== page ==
Texas clerks look to derail web-based public access to court records


Highlights

The re:SearchTX service is currently available to judges; it’ll be rolled out to everyone else by this summer.

Travis County plans to have an online service independent of re:SearchTX within the next year.

Texas court clerks are resisting a state proposal they say would strip them of their constitutional authority by making court documents available online for easy public access.

The statewide database, re:SearchTX, holds records from all 254 counties and is backed by the state’s Supreme Court. It currently is used by judges and soon will be available to attorneys and the public — who could search for civil court records and review them, all from the comfort of home.

Clerks say surrendering these records to a privately operated database would violate their role as custodians; the other side says this is an overstatement, and that taxpayers, not clerks, own the records. Clerks also say their departments will lose money with the public no longer having to head to a courthouse and pay printing fees of up to $1 a page. However, their opponents point out that the new system is set up so clerks would benefit from online users.

The clerks hope the Legislature will stop the new system through a bill introduced recently by state Rep. Travis Clardy, R-Nacogdoches, who contends that clerks and commissioners courts should decide whether their counties participate in the service. Clardy said the plan is fraught with problems, including maintaining privacy for documents that contain sensitive material such as Social Security numbers and record expungements.

“Clerks want assurance if those records are used by a private enterprise they are handled appropriately,” Clardy said.

Blake Hawthorne, clerk of court of the Texas Supreme Court, said Clardy’s bill “would kill the system.”

That would be fine with clerks, or at least the nearly half who objected to the database among 129 who responded to a survey administered by the state Office of Court Administration in 2015. In that same survey, 98 percent of attorneys said they would use the database, which, if approved, would bring uniformity to how court records are kept across all 254 counties.

“I don’t see how it violates their rights as custodians,” said Joseph Larsen, a Houston-based First Amendment attorney who is on the board of the Freedom of Information Foundation of Texas. “They are made the custodians, but I don’t know that they have a right so much as they have a duty. The records are public. They’re not the clerks’ records; they’re the public’s records.”

Only civil court documents are accessible through re:SearchTX, and even those are limited to exclude family cases such as divorce and child custody. At some point, criminal court documents could be added, according to David Slayton, the administrative director of the Office of Court Administration.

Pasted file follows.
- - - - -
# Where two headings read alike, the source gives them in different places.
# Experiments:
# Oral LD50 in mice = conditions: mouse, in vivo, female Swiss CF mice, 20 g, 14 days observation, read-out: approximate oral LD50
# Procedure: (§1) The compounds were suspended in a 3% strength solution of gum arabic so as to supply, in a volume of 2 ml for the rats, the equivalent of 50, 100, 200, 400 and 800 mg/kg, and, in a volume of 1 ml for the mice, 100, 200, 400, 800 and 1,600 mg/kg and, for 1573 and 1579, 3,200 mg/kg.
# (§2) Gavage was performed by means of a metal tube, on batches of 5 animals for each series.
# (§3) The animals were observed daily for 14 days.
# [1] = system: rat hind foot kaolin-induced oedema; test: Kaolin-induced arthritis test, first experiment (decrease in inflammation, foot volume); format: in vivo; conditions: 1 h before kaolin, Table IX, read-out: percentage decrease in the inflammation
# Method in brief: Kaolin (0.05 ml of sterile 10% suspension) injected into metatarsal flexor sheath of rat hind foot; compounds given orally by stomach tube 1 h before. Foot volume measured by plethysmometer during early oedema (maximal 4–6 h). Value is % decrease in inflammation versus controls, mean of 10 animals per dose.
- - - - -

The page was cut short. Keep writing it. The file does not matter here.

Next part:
Slayton said the database offers convenience because people now can get their hands on documents from their personal computer rather than going to the courthouse during business hours and printing copies.

“They are the most public records that government has,” Slayton said. “They are open for public inspection.”

The service will not cost the state additional money; it will be covered by an $18 million e-filing fee the state pays a third-party vendor.

Travis County has independent plans in the next year to launch an online database similar to re:Search TX. And it will have a wider variety of court records than re:SearchTX because it will also house documents filed pro se, meaning by people who represent themselves without an attorney. Viewing documents in Travis County’s system will be free; re:SearchTX charges 10 cents a page up to $6, with the money going to the county where the document originated.

Travis County will lose an estimated $300,000 a year from not collecting printing costs, according to District Clerk Velva Price. There will still be a charge for official copies.

Price said she’s concerned that lawmakers are moving too fast to launch re:SearchTX.

“They have not worked out technicalities,” she said.

A total of 95 Texas counties, including Bastrop, have passed resolutions opposing the new system.

Clerks voiced concerns at a Jan. 20 meeting in Austin and were given 45 days to suggest tweaks. There will be a final vote March 3, but Parker County District Clerk Sharena Gilliland, who chairs the re:SearchTX committee, said, “I’m afraid the decision has been made.

“I would love for us to be able to visit with the Supreme Court and the Office of Court Administration and stop where we’re at with this research database and go back to the drawing board,” Gilliland said. “If they have real concerns about making things easier in the internet age, of course, we would be willing to talk. But there’s easier ways to go about that goal other than violating the Constitution.”

WATCHDOG COVERAGE

This story reflects the American-Statesman’s consistent focus on how government decisions affect Central Texans through such factors as tax fairness, housing affordability and funding of public services. Find more at mystatesman.com.



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